The other night I had the luxury of attending a “rare beer” tasting. Now, it’s worth pointing out that ‘rare’ is perhaps a relative term. Beers routinely found at supermarkets in most of the Cascadia States could easily find themselves wearing such a moniker in BC, at least until we as an industry get more SKUs on the shelves. I think we did pretty damn good despite this and we produced a collection of beers from several countries, encompassing a wide range of styles. The vast majority of these beers are not currently available in BC. Whatever you want to call it, or wherever you may live, this was a collection of great beers.
We started off with Wits and Saisons, and Matthew and Aron from Kits Wine Cellar even snuck a Champagne from Diebolt Vallois and an interesting blend of white grapes from Sutor Wine Farm, in the Vipava Valley, Slovenia. The Sutor wine was made with Malvasia, and Welsh Riesling grapes, neither of which I’m familiar with and is imported by www.farmsteadwines.com whom I highly recommend for both their farm focused approach and their diverse and interesting portfolio.
The first beer of note was in fact the first beer we opened, Fantome Saison Printemps, brought by none other than Canada’s First Certified Cicerone, Chester Carey. Saison Printemps was a close-to-traditional Saison except for what seemed, and is reputed to be, generous spice additions. A very interesting, and hard to find, starter.
Two Jokers, a very strong wit style beer was up next (or shortly thereafter, I think). This was pretty popular in the room, and had a character that one might expect from a doubly strong witbier. Food wise I think this might pair well with some BBQ, and bigger summery flavors. It is a little strong for some of the more traditional witbier pairings like shellfish and seafood. But spiced or curried mussels might be a great fit too.
Of course we had a little bit of food on hand to pair with and it made some of the beers much better, and vice versa. We had a sirloin tip, marinated and grilled that paired very well with Avery’s “Brabant”. This is a barrel-aged wild ale, approximating a dark but not roasty barley wine with smoothness and very light acidity.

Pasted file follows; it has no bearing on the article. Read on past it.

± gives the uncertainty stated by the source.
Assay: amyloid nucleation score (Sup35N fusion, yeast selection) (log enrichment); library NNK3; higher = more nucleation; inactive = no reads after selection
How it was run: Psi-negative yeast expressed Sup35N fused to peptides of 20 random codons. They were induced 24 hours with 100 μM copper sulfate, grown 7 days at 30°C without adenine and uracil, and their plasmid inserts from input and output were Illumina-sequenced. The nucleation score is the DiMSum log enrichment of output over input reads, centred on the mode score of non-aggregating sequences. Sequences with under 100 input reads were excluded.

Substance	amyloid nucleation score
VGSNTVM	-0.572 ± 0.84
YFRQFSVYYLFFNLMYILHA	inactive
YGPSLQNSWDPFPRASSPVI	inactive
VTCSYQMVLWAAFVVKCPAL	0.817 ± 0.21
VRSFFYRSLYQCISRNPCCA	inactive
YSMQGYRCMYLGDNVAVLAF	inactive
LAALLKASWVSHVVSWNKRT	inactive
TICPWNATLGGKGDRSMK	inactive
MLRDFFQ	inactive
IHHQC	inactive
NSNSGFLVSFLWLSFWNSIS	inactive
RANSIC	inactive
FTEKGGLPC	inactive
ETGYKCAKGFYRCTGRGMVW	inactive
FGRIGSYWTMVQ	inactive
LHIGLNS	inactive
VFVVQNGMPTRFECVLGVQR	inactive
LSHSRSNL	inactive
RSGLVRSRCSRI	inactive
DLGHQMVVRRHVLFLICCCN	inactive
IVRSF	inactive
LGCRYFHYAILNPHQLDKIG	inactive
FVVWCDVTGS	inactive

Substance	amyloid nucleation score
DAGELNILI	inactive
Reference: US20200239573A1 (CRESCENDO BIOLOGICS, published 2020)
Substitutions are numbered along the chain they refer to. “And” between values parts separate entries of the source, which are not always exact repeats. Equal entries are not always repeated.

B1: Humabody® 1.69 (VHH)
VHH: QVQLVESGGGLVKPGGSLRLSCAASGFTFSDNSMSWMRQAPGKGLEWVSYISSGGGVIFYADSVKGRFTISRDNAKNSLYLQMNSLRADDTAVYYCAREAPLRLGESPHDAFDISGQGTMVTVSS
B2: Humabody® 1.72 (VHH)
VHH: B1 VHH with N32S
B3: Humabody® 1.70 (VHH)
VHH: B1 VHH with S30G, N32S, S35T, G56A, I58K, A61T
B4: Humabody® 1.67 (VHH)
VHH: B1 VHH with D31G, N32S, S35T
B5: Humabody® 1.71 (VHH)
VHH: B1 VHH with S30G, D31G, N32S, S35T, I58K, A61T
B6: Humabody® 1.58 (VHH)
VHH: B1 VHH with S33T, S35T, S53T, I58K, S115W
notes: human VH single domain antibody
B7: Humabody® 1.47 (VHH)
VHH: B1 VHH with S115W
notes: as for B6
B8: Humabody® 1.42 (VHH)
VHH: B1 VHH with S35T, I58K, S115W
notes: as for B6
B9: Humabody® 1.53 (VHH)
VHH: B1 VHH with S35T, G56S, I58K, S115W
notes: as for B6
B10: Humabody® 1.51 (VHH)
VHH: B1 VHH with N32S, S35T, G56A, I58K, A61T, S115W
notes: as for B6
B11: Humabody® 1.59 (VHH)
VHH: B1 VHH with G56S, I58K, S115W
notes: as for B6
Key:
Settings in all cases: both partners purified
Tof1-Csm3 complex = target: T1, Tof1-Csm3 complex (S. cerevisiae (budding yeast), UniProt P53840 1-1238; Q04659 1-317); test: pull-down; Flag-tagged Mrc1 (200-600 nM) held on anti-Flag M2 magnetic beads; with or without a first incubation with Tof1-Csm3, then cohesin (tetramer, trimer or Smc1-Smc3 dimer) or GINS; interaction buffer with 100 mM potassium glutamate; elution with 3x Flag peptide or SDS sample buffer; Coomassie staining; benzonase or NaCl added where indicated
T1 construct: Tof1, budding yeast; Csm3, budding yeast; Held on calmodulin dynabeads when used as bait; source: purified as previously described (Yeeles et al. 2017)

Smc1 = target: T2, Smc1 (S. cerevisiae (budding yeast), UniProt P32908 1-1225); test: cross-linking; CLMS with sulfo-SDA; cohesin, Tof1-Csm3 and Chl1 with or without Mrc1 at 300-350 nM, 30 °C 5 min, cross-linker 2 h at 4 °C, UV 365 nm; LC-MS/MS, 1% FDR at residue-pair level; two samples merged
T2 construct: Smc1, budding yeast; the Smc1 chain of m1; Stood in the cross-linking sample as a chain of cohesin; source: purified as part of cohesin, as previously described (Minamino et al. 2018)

Gauging by ‘ooh’s and ahhh’s’, the pairing of the night was likely the braised Pork Belly which was stuffed with apricots, quickly sauteed with a light breading, and served with Cantillon Fou’ Foune – an Apricot Lambic from one of Belgium’s greatest Lambic producers. The pork is fatty in the best imaginable way, and the Cantillon is bitingly dry with incredible if not a little bit intense acidity. On their own, both were great, but the pairing was sublime. Acidity and fat play perfectly off one another and the apricot notes, more sweet and unctuous in the pork and more earthy and aromatic in the lambic, are just wildly complex together. I would eat this for breakfast. Then for lunch, and, well…
We had a few other lambics on hand including the ‘Cuvee Rene’ Gueuze, and a Saison/Lambic blend called ‘Duchessic’ from Birra Del Borgo in Italy. I won’t go through every other beer in detail, but we also had Rippon Pinot (wine, of course) which was fantastic, Pretty Things Beer & Ale Project’s ‘BabaYaga’, and ‘Seven’ a strong Saison from Upright Brewing in Portland. Saison Dupont, Hitachino’s Weizen, Gouden Carolus’ ‘Easter Beer’, Deschutes Abyss, and Boulevard’s ‘Sixth Glass’.
Lost Abbey’s ‘Angel Share was there too – taken from Lost Abbey’s site:
This striking Strong Ale is brewed with copious amounts of Caramel malt to emphasize the vanilla and oak flavors found in freshly emptied bourbon or brandy barrels. The beer spends a year in oak before it is packaged for release. The beer is 12.5% ABV and is available in 375ml and 750ml bottles and on draft at inspired locations.’
This was one of the stand-outs for me, and it isn’t currently available in BC, and relatively hard to find elsewhere.
Please excuse the rather jumbled collection of thoughts and beer notes in this post. I hope it shows that there are so many great beers out there and that we have but a small fraction of them in BC. All in all, this was a pretty awesome time for a beer nerd. I would not mind doing this every Friday, though my waistline and bank account might not agree.
You really should try something like this yourself when possible. If you don’t have a bunch of industry friends or generous travellers that can provide ‘unavailable’ beer just go to Brewery Creek, or Firefly, and pick up a bunch of what IS available and try your hand at some food pairings. It will be just as much fun.